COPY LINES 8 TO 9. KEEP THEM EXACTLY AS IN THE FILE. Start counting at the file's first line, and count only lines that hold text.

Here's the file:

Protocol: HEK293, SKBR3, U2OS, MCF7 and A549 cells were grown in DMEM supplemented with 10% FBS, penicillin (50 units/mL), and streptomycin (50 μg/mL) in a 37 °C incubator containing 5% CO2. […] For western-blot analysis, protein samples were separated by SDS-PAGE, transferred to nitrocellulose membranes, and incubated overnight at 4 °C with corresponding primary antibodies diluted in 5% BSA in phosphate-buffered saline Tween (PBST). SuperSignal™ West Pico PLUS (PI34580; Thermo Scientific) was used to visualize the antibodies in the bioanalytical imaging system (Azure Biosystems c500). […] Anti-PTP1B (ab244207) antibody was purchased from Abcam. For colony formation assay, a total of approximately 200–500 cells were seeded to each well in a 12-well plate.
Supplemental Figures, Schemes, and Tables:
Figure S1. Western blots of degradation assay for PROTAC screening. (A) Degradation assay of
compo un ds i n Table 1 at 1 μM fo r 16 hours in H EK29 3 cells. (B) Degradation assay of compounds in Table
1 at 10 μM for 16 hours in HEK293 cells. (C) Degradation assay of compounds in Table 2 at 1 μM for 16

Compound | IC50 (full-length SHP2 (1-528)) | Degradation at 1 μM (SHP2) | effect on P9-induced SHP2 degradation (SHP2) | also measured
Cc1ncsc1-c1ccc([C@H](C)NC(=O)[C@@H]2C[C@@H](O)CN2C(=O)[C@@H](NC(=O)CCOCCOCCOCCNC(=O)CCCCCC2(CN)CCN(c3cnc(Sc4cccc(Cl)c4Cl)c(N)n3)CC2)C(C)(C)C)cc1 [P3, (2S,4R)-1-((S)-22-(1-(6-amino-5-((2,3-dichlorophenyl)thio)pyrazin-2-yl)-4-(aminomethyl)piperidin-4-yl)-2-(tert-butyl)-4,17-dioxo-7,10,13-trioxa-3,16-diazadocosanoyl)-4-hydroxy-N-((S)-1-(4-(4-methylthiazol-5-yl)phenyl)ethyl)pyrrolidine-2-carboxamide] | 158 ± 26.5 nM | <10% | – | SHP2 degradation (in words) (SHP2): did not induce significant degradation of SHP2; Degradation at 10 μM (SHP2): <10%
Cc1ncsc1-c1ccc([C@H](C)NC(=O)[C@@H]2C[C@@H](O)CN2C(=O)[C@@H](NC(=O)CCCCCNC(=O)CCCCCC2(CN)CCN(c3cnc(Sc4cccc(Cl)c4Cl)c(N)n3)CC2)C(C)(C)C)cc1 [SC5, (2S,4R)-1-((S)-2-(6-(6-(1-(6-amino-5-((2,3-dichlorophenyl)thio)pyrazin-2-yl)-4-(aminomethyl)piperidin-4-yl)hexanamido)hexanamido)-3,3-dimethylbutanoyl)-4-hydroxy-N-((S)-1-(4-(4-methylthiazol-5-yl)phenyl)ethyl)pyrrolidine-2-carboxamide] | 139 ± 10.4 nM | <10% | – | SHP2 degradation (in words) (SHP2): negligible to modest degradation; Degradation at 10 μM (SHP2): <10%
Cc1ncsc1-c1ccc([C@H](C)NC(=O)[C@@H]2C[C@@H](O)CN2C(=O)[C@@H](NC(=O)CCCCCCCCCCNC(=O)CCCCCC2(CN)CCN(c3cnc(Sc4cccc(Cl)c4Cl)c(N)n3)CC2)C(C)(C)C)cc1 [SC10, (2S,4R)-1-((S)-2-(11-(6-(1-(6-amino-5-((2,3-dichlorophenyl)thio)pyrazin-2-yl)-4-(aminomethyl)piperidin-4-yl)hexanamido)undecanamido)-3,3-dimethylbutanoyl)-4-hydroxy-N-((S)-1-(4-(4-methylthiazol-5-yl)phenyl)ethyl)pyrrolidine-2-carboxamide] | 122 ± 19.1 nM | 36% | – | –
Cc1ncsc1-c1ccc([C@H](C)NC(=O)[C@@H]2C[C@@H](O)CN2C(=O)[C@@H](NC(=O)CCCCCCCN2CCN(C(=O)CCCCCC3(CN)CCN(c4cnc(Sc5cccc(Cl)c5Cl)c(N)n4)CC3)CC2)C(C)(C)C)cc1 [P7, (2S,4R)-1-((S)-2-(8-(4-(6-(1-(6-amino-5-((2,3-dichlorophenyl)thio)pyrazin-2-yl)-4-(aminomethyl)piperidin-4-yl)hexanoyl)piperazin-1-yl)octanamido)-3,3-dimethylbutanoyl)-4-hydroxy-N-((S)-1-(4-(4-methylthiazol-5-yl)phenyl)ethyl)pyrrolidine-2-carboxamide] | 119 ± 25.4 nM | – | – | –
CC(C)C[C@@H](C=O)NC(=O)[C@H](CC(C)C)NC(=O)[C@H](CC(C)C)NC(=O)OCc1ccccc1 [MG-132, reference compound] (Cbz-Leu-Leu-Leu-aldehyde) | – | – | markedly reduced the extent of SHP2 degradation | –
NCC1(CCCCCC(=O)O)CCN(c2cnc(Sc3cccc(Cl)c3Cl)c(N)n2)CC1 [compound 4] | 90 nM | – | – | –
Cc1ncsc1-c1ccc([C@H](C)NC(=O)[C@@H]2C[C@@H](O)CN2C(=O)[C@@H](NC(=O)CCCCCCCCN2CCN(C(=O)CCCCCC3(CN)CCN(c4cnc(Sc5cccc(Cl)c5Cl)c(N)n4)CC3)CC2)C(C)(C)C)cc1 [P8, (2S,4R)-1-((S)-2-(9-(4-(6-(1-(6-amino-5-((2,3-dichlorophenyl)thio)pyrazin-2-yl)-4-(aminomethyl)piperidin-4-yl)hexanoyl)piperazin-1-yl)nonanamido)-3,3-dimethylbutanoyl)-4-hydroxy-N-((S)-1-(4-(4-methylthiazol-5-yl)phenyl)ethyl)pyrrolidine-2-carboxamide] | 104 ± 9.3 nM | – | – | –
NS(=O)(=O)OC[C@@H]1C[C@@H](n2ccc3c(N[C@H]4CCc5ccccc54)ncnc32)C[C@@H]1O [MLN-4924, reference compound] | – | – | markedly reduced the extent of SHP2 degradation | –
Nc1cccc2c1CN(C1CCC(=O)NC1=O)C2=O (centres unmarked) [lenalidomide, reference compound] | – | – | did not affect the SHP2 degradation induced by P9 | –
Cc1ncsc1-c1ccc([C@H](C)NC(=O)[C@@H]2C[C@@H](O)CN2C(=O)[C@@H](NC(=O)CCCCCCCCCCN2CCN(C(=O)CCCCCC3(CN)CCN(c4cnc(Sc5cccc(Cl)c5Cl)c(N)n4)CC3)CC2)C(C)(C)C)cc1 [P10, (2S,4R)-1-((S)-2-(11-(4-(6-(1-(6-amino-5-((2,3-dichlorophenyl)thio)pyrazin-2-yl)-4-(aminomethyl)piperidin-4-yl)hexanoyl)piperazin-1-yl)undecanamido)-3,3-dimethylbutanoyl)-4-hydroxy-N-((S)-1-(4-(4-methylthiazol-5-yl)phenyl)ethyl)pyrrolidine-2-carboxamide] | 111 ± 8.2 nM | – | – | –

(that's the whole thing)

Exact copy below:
Cc1ncsc1-c1ccc([C@H](C)NC(=O)[C@@H]2C[C@@H](O)CN2C(=O)[C@@H](NC(=O)CCCCCNC(=O)CCCCCC2(CN)CCN(c3cnc(Sc4cccc(Cl)c4Cl)c(N)n3)CC2)C(C)(C)C)cc1 [SC5, (2S,4R)-1-((S)-2-(6-(6-(1-(6-amino-5-((2,3-dichlorophenyl)thio)pyrazin-2-yl)-4-(aminomethyl)piperidin-4-yl)hexanamido)hexanamido)-3,3-dimethylbutanoyl)-4-hydroxy-N-((S)-1-(4-(4-methylthiazol-5-yl)phenyl)ethyl)pyrrolidine-2-carboxamide] | 139 ± 10.4 nM | <10% | – | SHP2 degradation (in words) (SHP2): negligible to modest degradation; Degradation at 10 μM (SHP2): <10%
Cc1ncsc1-c1ccc([C@H](C)NC(=O)[C@@H]2C[C@@H](O)CN2C(=O)[C@@H](NC(=O)CCCCCCCCCCNC(=O)CCCCCC2(CN)CCN(c3cnc(Sc4cccc(Cl)c4Cl)c(N)n3)CC2)C(C)(C)C)cc1 [SC10, (2S,4R)-1-((S)-2-(11-(6-(1-(6-amino-5-((2,3-dichlorophenyl)thio)pyrazin-2-yl)-4-(aminomethyl)piperidin-4-yl)hexanamido)undecanamido)-3,3-dimethylbutanoyl)-4-hydroxy-N-((S)-1-(4-(4-methylthiazol-5-yl)phenyl)ethyl)pyrrolidine-2-carboxamide] | 122 ± 19.1 nM | 36% | – | –